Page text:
University of Hertfordshire

By the same authors

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Original languageEnglish
JournalJournal of Medical Engineering & Technology
Publication statusSubmitted - 19 Apr 2022


An exploratory study was performed to determine the distribution of surgical smoke particulate matter (SSPM) and evacuation times within an AirSeal® System and a traditional insufflation access system in various simulated surgical scenarios. Identified trends showed statistical significance when setting the AirSeal® System to Low smoke evacuation that it reduces the percentage of particulate matter at the Access Port opening. Additionally, it was observed that when utilizing a laparoscopic tool a similar trend in particle distributions were seen between either insufflation and access system at the opening of the Access Port and trocar.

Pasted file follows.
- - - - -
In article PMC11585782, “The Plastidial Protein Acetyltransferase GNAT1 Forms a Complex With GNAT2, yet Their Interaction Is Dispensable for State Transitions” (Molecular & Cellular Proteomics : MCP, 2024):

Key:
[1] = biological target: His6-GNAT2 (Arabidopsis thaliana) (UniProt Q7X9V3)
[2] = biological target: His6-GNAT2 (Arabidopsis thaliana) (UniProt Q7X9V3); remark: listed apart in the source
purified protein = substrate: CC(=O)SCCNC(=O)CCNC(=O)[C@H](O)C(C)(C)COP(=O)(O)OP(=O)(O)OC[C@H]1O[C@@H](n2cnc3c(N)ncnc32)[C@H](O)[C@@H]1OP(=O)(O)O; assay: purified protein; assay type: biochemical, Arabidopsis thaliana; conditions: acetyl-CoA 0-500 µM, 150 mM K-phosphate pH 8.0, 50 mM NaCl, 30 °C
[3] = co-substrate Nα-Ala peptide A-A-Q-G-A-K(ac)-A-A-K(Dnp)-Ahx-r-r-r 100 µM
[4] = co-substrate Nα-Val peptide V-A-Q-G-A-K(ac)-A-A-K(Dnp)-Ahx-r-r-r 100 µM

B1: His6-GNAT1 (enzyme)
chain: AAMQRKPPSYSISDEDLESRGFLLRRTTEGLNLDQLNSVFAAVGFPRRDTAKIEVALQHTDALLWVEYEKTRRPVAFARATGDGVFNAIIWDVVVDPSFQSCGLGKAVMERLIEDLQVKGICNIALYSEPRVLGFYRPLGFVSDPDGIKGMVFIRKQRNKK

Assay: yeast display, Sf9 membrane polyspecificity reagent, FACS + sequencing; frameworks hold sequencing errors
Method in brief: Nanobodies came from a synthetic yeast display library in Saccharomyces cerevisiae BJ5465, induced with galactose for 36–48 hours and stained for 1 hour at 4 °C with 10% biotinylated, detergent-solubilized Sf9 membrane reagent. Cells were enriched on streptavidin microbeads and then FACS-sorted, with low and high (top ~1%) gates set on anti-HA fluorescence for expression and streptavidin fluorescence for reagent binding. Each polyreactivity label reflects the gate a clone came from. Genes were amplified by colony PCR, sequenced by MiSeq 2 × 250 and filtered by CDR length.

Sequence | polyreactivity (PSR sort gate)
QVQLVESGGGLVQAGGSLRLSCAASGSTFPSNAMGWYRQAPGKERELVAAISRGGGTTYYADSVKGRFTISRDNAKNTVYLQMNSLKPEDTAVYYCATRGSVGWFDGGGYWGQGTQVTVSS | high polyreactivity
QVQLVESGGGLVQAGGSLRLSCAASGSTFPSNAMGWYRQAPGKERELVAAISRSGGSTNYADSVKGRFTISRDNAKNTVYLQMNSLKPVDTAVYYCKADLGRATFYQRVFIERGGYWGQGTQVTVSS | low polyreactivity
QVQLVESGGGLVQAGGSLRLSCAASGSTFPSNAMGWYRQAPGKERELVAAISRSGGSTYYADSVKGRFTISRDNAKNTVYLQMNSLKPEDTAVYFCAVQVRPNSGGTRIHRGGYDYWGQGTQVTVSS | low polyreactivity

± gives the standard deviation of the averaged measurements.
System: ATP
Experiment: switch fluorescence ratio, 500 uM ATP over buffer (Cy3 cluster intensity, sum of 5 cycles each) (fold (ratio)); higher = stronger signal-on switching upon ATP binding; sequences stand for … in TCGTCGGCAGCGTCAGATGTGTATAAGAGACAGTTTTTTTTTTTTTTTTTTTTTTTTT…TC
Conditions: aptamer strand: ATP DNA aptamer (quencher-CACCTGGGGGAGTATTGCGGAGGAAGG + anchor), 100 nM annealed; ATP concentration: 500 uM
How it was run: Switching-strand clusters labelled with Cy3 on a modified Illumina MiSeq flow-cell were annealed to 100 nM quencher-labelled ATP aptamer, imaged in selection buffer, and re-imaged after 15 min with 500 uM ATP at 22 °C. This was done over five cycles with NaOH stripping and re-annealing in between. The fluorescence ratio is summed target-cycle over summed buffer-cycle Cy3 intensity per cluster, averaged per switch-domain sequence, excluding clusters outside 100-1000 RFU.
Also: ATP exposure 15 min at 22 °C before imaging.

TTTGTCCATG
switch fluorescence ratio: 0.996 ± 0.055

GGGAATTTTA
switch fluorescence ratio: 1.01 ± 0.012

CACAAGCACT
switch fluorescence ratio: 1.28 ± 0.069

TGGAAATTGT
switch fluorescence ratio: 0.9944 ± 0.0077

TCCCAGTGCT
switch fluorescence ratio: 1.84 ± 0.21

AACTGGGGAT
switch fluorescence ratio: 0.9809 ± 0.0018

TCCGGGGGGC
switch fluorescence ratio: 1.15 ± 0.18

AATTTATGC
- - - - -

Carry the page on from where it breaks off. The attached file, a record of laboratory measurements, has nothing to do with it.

Evacuation times for SSPM removal within the AirSeal® System showed an overall average to ≥ 95% reduction of 5.64 min within the surgical cavity, 3.69 min at the Access Port opening, and 3.61 min within the smoke evacuation line. The overall average for the traditional insufflation and access system was 9.38 min within the surgical cavity and 6.06 min at the trocar opening. Results showed that when using the traditional system compared to the AirSeal® System, it resulted in a percent change increase in evacuation times of 66.31% within the surgical cavity and 64.23% at the trocar opening.

ID: 27213496